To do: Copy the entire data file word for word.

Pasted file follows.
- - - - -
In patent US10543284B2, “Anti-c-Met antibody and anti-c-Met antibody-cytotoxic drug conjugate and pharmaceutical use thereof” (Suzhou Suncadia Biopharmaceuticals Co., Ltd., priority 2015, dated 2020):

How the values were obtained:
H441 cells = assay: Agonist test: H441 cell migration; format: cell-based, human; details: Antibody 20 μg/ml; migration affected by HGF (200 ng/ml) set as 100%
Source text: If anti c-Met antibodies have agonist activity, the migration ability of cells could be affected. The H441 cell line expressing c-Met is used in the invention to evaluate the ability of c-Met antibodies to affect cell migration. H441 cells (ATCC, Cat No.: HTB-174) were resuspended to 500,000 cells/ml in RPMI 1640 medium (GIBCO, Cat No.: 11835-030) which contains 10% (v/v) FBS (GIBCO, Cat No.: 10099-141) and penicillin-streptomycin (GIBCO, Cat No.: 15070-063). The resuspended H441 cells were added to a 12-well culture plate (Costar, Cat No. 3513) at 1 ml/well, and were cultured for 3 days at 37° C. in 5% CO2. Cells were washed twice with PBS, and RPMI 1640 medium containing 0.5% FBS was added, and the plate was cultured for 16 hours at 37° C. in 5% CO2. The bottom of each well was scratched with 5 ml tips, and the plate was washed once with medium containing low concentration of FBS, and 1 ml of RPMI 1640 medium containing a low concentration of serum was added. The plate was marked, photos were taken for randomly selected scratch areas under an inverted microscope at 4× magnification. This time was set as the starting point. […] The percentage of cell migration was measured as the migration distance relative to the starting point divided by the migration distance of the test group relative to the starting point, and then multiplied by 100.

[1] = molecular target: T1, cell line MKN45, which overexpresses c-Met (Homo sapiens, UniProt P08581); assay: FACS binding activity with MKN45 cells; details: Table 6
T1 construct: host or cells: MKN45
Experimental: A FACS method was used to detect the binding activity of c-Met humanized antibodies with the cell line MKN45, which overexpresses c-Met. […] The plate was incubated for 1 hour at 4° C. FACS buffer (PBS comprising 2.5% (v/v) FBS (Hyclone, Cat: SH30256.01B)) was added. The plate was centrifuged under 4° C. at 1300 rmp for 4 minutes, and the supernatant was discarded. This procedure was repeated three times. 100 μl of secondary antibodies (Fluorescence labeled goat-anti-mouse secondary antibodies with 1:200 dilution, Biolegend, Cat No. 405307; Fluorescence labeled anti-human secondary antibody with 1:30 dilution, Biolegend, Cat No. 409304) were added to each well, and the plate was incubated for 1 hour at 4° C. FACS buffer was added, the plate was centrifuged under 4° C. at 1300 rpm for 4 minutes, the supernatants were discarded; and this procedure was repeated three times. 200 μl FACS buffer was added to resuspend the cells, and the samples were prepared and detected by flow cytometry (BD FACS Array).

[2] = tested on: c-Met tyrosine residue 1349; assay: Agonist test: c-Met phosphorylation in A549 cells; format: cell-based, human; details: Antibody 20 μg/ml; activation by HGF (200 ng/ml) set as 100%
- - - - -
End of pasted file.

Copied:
In patent US10543284B2, “Anti-c-Met antibody and anti-c-Met antibody-cytotoxic drug conjugate and pharmaceutical use thereof” (Suzhou Suncadia Biopharmaceuticals Co., Ltd., priority 2015, dated 2020):

How the values were obtained:
H441 cells = assay: Agonist test: H441 cell migration; format: cell-based, human; details: Antibody 20 μg/ml; migration affected by HGF (200 ng/ml) set as 100%
Source text: If anti c-Met antibodies have agonist activity, the migration ability of cells could be affected. The H441 cell line expressing c-Met is used in the invention to evaluate the ability of c-Met antibodies to affect cell migration. H441 cells (ATCC, Cat No.: HTB-174) were resuspended to 500,000 cells/ml in RPMI 1640 medium (GIBCO, Cat No.: 11835-030) which contains 10% (v/v) FBS (GIBCO, Cat No.: 10099-141) and penicillin-streptomycin (GIBCO, Cat No.: 15070-063). The resuspended H441 cells were added to a 12-well culture plate (Costar, Cat No. 3513) at 1 ml/well, and were cultured for 3 days at 37° C. in 5% CO2. Cells were washed twice with PBS, and RPMI 1640 medium containing 0.5% FBS was added, and the plate was cultured for 16 hours at 37° C. in 5% CO2. The bottom of each well was scratched with 5 ml tips, and the plate was washed once with medium containing low concentration of FBS, and 1 ml of RPMI 1640 medium containing a low concentration of serum was added. The plate was marked, photos were taken for randomly selected scratch areas under an inverted microscope at 4× magnification. This time was set as the starting point. […] The percentage of cell migration was measured as the migration distance relative to the starting point divided by the migration distance of the test group relative to the starting point, and then multiplied by 100.

[1] = molecular target: T1, cell line MKN45, which overexpresses c-Met (Homo sapiens, UniProt P08581); assay: FACS binding activity with MKN45 cells; details: Table 6
T1 construct: host or cells: MKN45
Experimental: A FACS method was used to detect the binding activity of c-Met humanized antibodies with the cell line MKN45, which overexpresses c-Met. […] The plate was incubated for 1 hour at 4° C. FACS buffer (PBS comprising 2.5% (v/v) FBS (Hyclone, Cat: SH30256.01B)) was added. The plate was centrifuged under 4° C. at 1300 rmp for 4 minutes, and the supernatant was discarded. This procedure was repeated three times. 100 μl of secondary antibodies (Fluorescence labeled goat-anti-mouse secondary antibodies with 1:200 dilution, Biolegend, Cat No. 405307; Fluorescence labeled anti-human secondary antibody with 1:30 dilution, Biolegend, Cat No. 409304) were added to each well, and the plate was incubated for 1 hour at 4° C. FACS buffer was added, the plate was centrifuged under 4° C. at 1300 rpm for 4 minutes, the supernatants were discarded; and this procedure was repeated three times. 200 μl FACS buffer was added to resuspend the cells, and the samples were prepared and detected by flow cytometry (BD FACS Array).

[2] = tested on: c-Met tyrosine residue 1349; assay: Agonist test: c-Met phosphorylation in A549 cells; format: cell-based, human; details: Antibody 20 μg/ml; activation by HGF (200 ng/ml) set as 100%